Last week, many parts of the U.S. had extremely cold temperatures. Where I live in East, Tennessee, it was bitter cold with temperatures reaching below zero. Unfortunately, for many, including my family, that meant frozen pipes. As fate would have it, I didn’t find out that some of the pipes leaked until the temperature warmed up. Life without water makes everyday living inconvenient. Because the pipes had been frozen for a few days, we had a mountain of dirty laundry that needed attention. The water problem needed to be quickly fixed. I reasoned that a lot of people would be experiencing plumbing problems and that scheduling a plumber quickly might prove challenging on a Monday after a week of record lows. I replayed possible scenarios in my mind. I didn’t like any of the alternatives.

Even though I am not particularly skilled at plumbing repairs, I began thinking about attempting the repair myself. I really dreaded it because of the location of the pipes – in a very difficult to reach location under the house. I thought of a lot of excuses. I had an extremely negative internal dialogue going on in my head. I procrastinated big time! After a lot of negative reflection, I decided to act. First, I watched some videos on YouTube on repairing plumbing leaks. Then I went to Home Depot to gather everything I could think of that might be needed to fix the leaky pipes. Finally, I consulted a friend who can fix anything. I ventured under the house to the area where the leak was located and assessed the situation. While it wasn’t particularly enjoyable, it wasn’t nearly as bad as I had played repeatedly in my mind. It wasn’t as cold as I had imagined. It wasn’t as wet I thought it would be and getting to the broken pipes took less effort that I figured. The repair even looked doable – IF the right tools were available. However, even with the right tools, the repair would have had to be made while I was on my back, in an extremely cramped location that was surrounded by other pipes and even some electrical wiring. My knowledge and tools were limited and as much as I wanted water for my family, I decided to call a professional.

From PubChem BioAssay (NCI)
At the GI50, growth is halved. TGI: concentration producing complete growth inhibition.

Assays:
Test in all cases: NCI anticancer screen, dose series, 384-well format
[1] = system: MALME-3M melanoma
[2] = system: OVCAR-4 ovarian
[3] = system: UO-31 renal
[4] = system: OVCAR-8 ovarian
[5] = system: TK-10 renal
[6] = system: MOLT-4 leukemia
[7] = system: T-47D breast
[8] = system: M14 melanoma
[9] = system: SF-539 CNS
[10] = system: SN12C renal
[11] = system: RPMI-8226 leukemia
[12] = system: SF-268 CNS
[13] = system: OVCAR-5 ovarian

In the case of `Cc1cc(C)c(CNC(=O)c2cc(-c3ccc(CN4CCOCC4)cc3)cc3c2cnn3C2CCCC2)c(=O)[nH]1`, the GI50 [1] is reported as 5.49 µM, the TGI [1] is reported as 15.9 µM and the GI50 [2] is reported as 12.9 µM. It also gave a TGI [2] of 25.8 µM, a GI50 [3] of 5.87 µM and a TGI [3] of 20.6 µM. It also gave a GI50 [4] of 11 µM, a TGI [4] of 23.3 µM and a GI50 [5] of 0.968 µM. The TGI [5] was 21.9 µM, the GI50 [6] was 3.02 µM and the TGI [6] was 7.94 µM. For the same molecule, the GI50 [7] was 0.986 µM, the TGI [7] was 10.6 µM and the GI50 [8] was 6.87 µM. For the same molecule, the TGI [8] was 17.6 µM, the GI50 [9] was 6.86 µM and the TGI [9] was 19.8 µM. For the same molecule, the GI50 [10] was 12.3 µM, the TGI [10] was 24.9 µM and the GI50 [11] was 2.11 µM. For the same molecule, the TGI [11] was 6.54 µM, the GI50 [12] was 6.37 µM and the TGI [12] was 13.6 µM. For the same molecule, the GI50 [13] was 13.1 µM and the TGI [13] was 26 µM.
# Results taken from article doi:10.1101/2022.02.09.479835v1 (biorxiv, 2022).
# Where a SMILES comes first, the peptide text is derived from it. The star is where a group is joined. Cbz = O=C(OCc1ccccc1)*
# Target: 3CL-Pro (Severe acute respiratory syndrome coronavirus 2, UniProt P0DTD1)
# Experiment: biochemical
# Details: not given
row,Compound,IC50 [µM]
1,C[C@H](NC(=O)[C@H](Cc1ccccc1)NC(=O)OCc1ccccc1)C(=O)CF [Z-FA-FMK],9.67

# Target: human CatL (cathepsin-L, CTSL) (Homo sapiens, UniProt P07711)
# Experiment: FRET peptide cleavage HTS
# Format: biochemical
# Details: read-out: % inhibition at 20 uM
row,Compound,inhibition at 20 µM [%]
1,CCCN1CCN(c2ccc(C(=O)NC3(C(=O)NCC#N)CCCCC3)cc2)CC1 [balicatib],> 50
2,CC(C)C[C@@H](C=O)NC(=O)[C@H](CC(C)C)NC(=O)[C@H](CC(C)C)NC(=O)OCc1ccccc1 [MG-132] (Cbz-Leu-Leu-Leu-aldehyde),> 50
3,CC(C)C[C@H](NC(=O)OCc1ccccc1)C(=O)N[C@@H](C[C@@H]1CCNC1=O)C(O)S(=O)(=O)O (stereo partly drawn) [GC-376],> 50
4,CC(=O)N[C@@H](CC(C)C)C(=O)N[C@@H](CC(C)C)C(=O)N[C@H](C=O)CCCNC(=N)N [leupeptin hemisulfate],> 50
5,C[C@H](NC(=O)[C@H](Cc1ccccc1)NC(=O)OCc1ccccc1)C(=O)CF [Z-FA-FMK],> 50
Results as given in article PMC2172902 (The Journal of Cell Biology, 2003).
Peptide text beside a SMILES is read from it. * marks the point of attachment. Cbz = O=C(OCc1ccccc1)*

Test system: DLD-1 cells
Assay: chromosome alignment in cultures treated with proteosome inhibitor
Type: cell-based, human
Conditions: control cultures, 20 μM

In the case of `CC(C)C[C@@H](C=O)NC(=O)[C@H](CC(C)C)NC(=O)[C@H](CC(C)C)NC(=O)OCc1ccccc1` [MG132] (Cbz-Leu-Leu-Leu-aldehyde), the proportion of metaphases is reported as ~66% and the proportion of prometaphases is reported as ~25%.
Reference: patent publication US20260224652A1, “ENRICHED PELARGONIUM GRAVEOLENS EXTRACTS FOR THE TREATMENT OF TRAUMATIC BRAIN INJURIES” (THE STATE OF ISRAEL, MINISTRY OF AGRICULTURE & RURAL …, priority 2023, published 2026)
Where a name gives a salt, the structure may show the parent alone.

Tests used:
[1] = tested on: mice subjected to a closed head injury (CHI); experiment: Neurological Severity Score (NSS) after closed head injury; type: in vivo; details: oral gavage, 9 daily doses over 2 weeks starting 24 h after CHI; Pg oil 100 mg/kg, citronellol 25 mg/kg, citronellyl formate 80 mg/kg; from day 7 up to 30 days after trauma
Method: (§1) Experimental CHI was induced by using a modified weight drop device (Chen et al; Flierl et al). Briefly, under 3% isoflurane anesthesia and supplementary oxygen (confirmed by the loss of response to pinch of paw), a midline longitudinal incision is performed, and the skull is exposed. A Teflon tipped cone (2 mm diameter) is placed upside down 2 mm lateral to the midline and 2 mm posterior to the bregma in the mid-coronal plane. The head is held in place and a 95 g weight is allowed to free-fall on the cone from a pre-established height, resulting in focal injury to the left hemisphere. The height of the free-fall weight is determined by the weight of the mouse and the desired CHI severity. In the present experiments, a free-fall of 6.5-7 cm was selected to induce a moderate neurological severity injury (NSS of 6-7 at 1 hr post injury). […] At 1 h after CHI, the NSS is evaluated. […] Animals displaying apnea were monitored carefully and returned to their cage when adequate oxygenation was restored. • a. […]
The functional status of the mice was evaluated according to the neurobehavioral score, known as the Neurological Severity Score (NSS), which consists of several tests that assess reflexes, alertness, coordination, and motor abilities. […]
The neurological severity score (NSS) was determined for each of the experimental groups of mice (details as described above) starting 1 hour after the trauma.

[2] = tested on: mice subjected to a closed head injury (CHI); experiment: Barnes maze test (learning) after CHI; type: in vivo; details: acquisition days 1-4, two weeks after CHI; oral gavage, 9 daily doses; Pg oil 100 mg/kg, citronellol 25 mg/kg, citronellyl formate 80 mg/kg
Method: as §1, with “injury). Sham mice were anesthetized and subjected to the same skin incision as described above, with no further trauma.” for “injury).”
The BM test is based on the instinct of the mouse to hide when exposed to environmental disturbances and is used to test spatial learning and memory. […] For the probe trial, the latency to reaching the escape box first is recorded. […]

Sometimes we face situations in our lives that make us imagine the worst. We replay them repeatedly in our minds making the problem worse than it really might be. Then we procrastinate over taking any action delaying a possible solution while we fret.

While it’s important to take time to think about a difficulty we are facing, pondering too long can become paralyzing – delaying potential solutions. The steps that I took to try to solve my plumbing problem could also be used in a variety of professional or even personal situations.

  • Decide to act. Just deciding to proactively begin ends the wasted time of negative reflection and thinking.
  • Educate yourself. While it doesn’t solve every problem, education can help you solve some problems. Even if you can’t solve them, you might gain some necessary information to help prevent the problems from happening in the future.
  • Consider all your available tools and resources. What tools do have available? What tools or skills do you need? Who do you know who has skills or resources you may not possess?
  • Know when to engage a professional. If you clearly don’t have the expertise or tools it’s perfectly fine to hire someone who does.

Remember, you can’t solve every problem you face in your work or personal life by yourself. There’s no reason to feel like a failure if you seek the advice and counsel of someone with more skills, experience, and knowledge.

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